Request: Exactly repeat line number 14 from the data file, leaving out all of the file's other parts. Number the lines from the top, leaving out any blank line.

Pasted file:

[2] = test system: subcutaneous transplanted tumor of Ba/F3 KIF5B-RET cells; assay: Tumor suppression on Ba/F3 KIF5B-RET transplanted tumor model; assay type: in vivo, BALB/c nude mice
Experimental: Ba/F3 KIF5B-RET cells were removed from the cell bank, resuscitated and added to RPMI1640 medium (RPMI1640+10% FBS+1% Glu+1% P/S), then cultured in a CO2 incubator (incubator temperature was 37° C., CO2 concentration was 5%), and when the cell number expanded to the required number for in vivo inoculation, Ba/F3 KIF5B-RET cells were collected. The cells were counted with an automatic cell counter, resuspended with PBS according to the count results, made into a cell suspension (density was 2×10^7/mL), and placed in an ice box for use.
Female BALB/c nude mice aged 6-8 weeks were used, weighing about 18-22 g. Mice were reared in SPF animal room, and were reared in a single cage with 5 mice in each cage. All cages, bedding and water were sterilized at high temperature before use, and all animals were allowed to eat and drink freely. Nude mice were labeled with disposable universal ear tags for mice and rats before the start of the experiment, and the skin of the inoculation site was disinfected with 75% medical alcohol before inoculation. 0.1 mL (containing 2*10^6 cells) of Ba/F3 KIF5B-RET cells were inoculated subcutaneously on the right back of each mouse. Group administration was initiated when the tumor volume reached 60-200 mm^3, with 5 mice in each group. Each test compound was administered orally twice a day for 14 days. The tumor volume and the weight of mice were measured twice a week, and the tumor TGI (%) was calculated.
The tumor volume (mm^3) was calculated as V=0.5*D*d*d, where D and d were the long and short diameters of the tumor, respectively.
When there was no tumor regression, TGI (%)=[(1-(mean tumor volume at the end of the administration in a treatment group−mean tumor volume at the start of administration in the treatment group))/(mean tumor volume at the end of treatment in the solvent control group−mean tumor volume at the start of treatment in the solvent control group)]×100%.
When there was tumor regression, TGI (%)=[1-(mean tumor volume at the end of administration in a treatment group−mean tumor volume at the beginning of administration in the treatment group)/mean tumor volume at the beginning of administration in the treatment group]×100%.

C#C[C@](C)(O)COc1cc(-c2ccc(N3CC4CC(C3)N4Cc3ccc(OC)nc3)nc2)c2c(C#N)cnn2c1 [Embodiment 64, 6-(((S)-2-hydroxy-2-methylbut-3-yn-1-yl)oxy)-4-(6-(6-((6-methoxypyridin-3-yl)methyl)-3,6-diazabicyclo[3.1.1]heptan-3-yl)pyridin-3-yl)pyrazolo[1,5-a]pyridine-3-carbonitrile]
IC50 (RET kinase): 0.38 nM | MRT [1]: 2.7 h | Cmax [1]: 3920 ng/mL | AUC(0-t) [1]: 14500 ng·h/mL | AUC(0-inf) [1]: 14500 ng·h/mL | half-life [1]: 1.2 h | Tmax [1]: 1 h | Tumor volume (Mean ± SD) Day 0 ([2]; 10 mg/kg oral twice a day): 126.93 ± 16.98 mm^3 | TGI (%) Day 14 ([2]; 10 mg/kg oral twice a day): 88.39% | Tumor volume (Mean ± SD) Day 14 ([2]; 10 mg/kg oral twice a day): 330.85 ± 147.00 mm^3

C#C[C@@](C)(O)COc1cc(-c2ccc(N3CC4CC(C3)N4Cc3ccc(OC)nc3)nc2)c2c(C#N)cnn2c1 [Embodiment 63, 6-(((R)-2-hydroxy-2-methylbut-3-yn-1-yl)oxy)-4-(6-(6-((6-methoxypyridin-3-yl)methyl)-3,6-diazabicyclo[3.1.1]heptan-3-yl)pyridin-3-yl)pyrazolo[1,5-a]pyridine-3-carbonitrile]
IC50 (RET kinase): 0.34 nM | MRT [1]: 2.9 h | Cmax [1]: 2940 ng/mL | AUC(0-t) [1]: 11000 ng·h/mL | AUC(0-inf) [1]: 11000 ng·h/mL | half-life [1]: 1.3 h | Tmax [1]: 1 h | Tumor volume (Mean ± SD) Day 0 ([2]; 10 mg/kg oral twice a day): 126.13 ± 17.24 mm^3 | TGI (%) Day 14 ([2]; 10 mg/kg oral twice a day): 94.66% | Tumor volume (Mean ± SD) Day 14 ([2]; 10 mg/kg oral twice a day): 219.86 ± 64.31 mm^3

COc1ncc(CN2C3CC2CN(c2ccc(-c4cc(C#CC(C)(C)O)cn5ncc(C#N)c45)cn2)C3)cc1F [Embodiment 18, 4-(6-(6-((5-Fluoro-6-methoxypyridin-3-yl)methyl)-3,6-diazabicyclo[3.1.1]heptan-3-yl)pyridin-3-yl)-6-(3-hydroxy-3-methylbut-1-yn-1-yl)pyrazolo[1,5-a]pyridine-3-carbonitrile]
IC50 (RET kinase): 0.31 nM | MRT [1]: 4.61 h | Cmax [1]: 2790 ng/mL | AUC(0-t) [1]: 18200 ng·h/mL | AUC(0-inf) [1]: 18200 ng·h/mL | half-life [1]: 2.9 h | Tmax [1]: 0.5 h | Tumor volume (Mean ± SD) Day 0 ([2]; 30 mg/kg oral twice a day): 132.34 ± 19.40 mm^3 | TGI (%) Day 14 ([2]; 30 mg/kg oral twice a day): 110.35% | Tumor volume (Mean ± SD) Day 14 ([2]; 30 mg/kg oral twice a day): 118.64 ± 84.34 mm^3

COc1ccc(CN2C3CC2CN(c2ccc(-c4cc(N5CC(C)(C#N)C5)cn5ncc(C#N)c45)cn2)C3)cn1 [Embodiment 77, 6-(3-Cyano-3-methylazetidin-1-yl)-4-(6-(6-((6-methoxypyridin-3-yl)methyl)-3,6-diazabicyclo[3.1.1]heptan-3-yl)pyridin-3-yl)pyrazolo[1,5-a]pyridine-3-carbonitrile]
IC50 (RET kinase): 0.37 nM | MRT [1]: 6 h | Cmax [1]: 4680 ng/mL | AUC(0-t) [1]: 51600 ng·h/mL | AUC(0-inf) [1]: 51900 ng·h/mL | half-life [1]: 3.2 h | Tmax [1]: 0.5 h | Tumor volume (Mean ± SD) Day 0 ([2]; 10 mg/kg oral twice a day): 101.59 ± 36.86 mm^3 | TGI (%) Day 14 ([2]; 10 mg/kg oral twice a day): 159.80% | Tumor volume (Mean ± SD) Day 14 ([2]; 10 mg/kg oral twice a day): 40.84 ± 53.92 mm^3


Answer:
IC50 (RET kinase): 0.37 nM | MRT [1]: 6 h | Cmax [1]: 4680 ng/mL | AUC(0-t) [1]: 51600 ng·h/mL | AUC(0-inf) [1]: 51900 ng·h/mL | half-life [1]: 3.2 h | Tmax [1]: 0.5 h | Tumor volume (Mean ± SD) Day 0 ([2]; 10 mg/kg oral twice a day): 101.59 ± 36.86 mm^3 | TGI (%) Day 14 ([2]; 10 mg/kg oral twice a day): 159.80% | Tumor volume (Mean ± SD) Day 14 ([2]; 10 mg/kg oral twice a day): 40.84 ± 53.92 mm^3